Making sense of making sense: A microgenetic multiple case study of five students’ developing conceptual compounds related to physics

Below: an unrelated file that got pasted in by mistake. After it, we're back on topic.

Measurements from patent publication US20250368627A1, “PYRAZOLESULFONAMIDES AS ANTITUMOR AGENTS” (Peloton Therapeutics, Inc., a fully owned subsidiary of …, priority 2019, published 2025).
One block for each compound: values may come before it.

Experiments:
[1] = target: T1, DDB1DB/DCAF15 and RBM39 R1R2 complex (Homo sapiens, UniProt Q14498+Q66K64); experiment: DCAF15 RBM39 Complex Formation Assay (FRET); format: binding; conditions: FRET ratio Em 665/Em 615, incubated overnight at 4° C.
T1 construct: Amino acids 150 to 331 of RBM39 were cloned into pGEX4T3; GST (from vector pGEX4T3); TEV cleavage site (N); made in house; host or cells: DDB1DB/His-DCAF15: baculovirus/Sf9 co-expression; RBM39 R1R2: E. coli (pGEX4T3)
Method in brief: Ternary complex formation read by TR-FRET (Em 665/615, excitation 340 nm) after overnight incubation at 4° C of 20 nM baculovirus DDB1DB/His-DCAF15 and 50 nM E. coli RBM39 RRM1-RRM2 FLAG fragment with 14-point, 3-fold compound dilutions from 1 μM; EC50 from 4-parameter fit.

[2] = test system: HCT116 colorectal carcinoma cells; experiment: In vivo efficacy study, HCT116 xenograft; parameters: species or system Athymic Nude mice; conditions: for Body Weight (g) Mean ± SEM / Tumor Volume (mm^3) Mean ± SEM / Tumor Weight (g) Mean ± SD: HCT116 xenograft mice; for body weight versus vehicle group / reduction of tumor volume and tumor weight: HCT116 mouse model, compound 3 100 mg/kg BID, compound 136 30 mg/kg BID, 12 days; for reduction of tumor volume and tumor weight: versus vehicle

The research reported in this thesis arose from a comment made by a student who had achieved highly in examinations yet felt that science: ‘doesn’t make sense’. Different conceptualisations of learning are analysed leading to the development of the concept of making sense as the formation or modification of a conceptual compound in which concepts are related in a coherent causal system that may be transferred to novel situations. This definition is situated within a constructivist epistemology. The research question asks how students make sense of physics concepts in dynamics and electricity. Five 17-18 year-old students, conceptualised as a multiple case study, were selected from an English secondary school using purposeful sampling. The students were interviewed once a week for 22 weeks in sessions using a range of probes such as interviews about instances, concept maps and concept inventory questions. It is assumed that data collection occurred at a frequency that was high relative to the rate of conceptual change, hence, the work is conceptulaised as microgenetic. The analysis focuses on the development of the students’: a) ontologies of concepts from concrete instances towards abstractions; b) conceptual structures from temporary organisations to more stable structures; c) understanding of causality from focused on macroscopic objects to abstract concepts; d) judgments of coherence; f) conceptual change modeled as an alteration in the ‘oftenness’ of application of a concept in a given context; and e) ability to apply concepts to novel contexts. The implications of these findings for teaching and future research are discussed.